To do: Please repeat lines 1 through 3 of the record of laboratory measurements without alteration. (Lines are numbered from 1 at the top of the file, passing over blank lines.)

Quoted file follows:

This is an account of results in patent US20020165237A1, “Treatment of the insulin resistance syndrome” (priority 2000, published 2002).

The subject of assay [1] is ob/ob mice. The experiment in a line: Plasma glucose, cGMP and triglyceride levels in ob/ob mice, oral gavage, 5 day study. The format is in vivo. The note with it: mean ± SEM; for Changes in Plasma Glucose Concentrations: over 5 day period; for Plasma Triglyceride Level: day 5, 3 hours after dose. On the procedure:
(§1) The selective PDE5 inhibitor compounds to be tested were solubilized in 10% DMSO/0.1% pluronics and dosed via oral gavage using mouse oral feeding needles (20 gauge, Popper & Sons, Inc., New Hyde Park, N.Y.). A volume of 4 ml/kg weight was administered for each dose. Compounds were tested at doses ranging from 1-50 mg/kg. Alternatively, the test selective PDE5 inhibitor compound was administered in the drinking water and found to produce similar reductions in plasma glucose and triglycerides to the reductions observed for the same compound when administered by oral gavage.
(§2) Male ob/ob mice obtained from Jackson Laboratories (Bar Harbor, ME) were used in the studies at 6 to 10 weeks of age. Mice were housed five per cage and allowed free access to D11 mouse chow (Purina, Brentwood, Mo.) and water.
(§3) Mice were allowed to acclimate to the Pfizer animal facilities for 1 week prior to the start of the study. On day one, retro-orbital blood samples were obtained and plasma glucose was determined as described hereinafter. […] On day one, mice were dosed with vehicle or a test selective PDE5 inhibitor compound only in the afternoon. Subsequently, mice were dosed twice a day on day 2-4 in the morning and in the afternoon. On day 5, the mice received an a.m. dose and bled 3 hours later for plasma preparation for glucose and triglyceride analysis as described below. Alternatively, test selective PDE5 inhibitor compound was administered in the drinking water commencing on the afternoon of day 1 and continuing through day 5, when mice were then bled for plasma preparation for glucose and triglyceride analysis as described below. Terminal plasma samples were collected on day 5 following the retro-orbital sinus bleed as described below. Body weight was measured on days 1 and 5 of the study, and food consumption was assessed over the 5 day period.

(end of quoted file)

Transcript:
This is an account of results in patent US20020165237A1, “Treatment of the insulin resistance syndrome” (priority 2000, published 2002).

The subject of assay [1] is ob/ob mice. The experiment in a line: Plasma glucose, cGMP and triglyceride levels in ob/ob mice, oral gavage, 5 day study. The format is in vivo. The note with it: mean ± SEM; for Changes in Plasma Glucose Concentrations: over 5 day period; for Plasma Triglyceride Level: day 5, 3 hours after dose. On the procedure:
(§1) The selective PDE5 inhibitor compounds to be tested were solubilized in 10% DMSO/0.1% pluronics and dosed via oral gavage using mouse oral feeding needles (20 gauge, Popper & Sons, Inc., New Hyde Park, N.Y.). A volume of 4 ml/kg weight was administered for each dose. Compounds were tested at doses ranging from 1-50 mg/kg. Alternatively, the test selective PDE5 inhibitor compound was administered in the drinking water and found to produce similar reductions in plasma glucose and triglycerides to the reductions observed for the same compound when administered by oral gavage.